Mansfield Town Council members did not pass an ordinance to make the Town of Mansfield a sanctuary city, yet gathered additional information about sanctuary cities from several attorneys at the council’s meeting on Monday evening.
Representatives of the Connecticut State Police attended the council’s meeting as well.
There is no consistent legal definition of the phrase “sanctuary city,” according to town attorney Kevin Deneen.
“The term ‘sanctuary city’ is used in a lot of different contexts,” Deneen said. “It typically means a governmental organization, whether it’s a sanctuary city, state or county, that either by policy, ordinance or resolution restricts its employees, either public safety or others, from collecting or otherwise cooperating with the enforcement of federal immigration law.”
Deneen addressed the council’s questions regarding what potential exists for federal funds to be withheld from Mansfield if it becomes a sanctuary city.
“As currently enacted, there are no broad categories of funds that are at risk for our community to adopt a sanctuary city status,” Deneen said. “There are a number of programmatic funding mechanisms that deal with particular programs that are on it that are restricted to—that the funds are available to US citizens or legal resident aliens,” Deneen said, noting FEMA (Federal Emergency Management Agency) funds as an example.
The Town of Mansfield does not operate its own municipal police force, which may abate some of the challenges larger communities which have become sanctuary cities have faced with regard to cooperation between the police and ICE (US Immigration and Customs Enforcement), Deneen said. Unknown factors are present, he added.
“In general, President Trump during his campaign and his inaugural address has indicated a desire to change the law, to withhold federal funding from any community that goes down this road,” Deneen said. “This is hard to analyze, as no law has been proposed yet or reviewed by the courts.”
Legal counsel to the Connecticut State Police division of public safety Antoinette Webster said that it was difficult to answer some of the council’s questions without a proposed ordinance already in place.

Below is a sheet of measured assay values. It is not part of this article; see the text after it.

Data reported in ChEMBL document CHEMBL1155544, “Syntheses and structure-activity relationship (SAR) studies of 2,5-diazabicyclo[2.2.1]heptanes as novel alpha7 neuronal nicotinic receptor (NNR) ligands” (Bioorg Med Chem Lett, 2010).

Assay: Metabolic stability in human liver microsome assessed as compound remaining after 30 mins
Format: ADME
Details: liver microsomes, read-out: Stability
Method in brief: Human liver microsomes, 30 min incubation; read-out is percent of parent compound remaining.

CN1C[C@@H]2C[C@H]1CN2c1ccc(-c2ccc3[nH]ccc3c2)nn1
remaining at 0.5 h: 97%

“It’s hard to respond to several of your questions because we don’t have the concrete language of an ordinance yet,” Webster said. “What (Connecticut State) troopers do is always enforce the law. If they are processing a person for a traffic stop or arrest and…that person falls in certain restrictions (once under a Civil Immigration Detainer)—they’re convicted of a prior felony, there’s a warrant out—they’ll contact an ICE agent, let them know we have that person, and we have 48 hours in which the ICE agent can come take that person.”
Several council members expressed anxieties about deciding whether or not Mansfield should become a sanctuary city.
“I’m taking issue with this whole process,” council member Virginia Raymond said. “This is a highly complex legal issue, and I know how emotional it is, and it has no place before us at the local level. We have congressmen we elect; it’s their responsibility to deal with this at the federal level.”
“This is far too complicated an issue for us to make a decision on tonight,” council member Antonia Moran added.
The council’s meeting concluded with council member Ben Shaiken discussing research that he conducted regarding various sanctuary cities across the US.
“Windham (Connecticut) adopted a sanctuary city resolution last week,” Shaiken said. “(Windham) town employees are allowed by all statutes to obey federal law.”
Alexandra Retter is staff writer for The Daily Campus. She can be reached via email at email@example.com.